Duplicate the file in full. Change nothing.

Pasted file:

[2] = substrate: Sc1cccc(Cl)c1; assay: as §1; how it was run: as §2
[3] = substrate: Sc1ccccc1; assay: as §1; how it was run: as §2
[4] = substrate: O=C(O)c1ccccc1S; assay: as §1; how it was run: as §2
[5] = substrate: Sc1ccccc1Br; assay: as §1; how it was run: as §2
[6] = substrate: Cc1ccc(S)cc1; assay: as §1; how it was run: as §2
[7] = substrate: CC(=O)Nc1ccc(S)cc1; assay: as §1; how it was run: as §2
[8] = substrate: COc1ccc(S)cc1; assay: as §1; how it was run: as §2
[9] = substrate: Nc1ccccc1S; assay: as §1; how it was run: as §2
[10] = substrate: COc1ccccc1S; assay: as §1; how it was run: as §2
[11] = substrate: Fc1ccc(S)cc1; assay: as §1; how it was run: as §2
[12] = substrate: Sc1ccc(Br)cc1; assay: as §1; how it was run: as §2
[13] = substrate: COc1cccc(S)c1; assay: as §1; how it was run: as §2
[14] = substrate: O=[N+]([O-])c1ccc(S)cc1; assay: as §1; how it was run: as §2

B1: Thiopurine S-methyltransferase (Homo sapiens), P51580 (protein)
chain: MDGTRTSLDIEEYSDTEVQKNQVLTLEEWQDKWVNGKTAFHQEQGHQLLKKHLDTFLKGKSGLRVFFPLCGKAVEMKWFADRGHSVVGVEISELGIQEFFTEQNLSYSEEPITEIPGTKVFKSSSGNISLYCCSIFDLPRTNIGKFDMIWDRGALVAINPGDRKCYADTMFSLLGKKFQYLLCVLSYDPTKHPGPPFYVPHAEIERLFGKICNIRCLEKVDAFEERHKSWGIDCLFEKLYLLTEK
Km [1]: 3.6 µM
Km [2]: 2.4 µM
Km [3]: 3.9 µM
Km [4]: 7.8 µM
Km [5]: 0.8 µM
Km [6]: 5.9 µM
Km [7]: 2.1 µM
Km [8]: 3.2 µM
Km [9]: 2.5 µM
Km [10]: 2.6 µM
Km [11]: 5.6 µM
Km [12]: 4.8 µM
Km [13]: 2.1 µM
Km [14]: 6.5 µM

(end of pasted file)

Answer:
[2] = substrate: Sc1cccc(Cl)c1; assay: as §1; how it was run: as §2
[3] = substrate: Sc1ccccc1; assay: as §1; how it was run: as §2
[4] = substrate: O=C(O)c1ccccc1S; assay: as §1; how it was run: as §2
[5] = substrate: Sc1ccccc1Br; assay: as §1; how it was run: as §2
[6] = substrate: Cc1ccc(S)cc1; assay: as §1; how it was run: as §2
[7] = substrate: CC(=O)Nc1ccc(S)cc1; assay: as §1; how it was run: as §2
[8] = substrate: COc1ccc(S)cc1; assay: as §1; how it was run: as §2
[9] = substrate: Nc1ccccc1S; assay: as §1; how it was run: as §2
[10] = substrate: COc1ccccc1S; assay: as §1; how it was run: as §2
[11] = substrate: Fc1ccc(S)cc1; assay: as §1; how it was run: as §2
[12] = substrate: Sc1ccc(Br)cc1; assay: as §1; how it was run: as §2
[13] = substrate: COc1cccc(S)c1; assay: as §1; how it was run: as §2
[14] = substrate: O=[N+]([O-])c1ccc(S)cc1; assay: as §1; how it was run: as §2

B1: Thiopurine S-methyltransferase (Homo sapiens), P51580 (protein)
chain: MDGTRTSLDIEEYSDTEVQKNQVLTLEEWQDKWVNGKTAFHQEQGHQLLKKHLDTFLKGKSGLRVFFPLCGKAVEMKWFADRGHSVVGVEISELGIQEFFTEQNLSYSEEPITEIPGTKVFKSSSGNISLYCCSIFDLPRTNIGKFDMIWDRGALVAINPGDRKCYADTMFSLLGKKFQYLLCVLSYDPTKHPGPPFYVPHAEIERLFGKICNIRCLEKVDAFEERHKSWGIDCLFEKLYLLTEK
Km [1]: 3.6 µM
Km [2]: 2.4 µM
Km [3]: 3.9 µM
Km [4]: 7.8 µM
Km [5]: 0.8 µM
Km [6]: 5.9 µM
Km [7]: 2.1 µM
Km [8]: 3.2 µM
Km [9]: 2.5 µM
Km [10]: 2.6 µM
Km [11]: 5.6 µM
Km [12]: 4.8 µM
Km [13]: 2.1 µM
Km [14]: 6.5 µM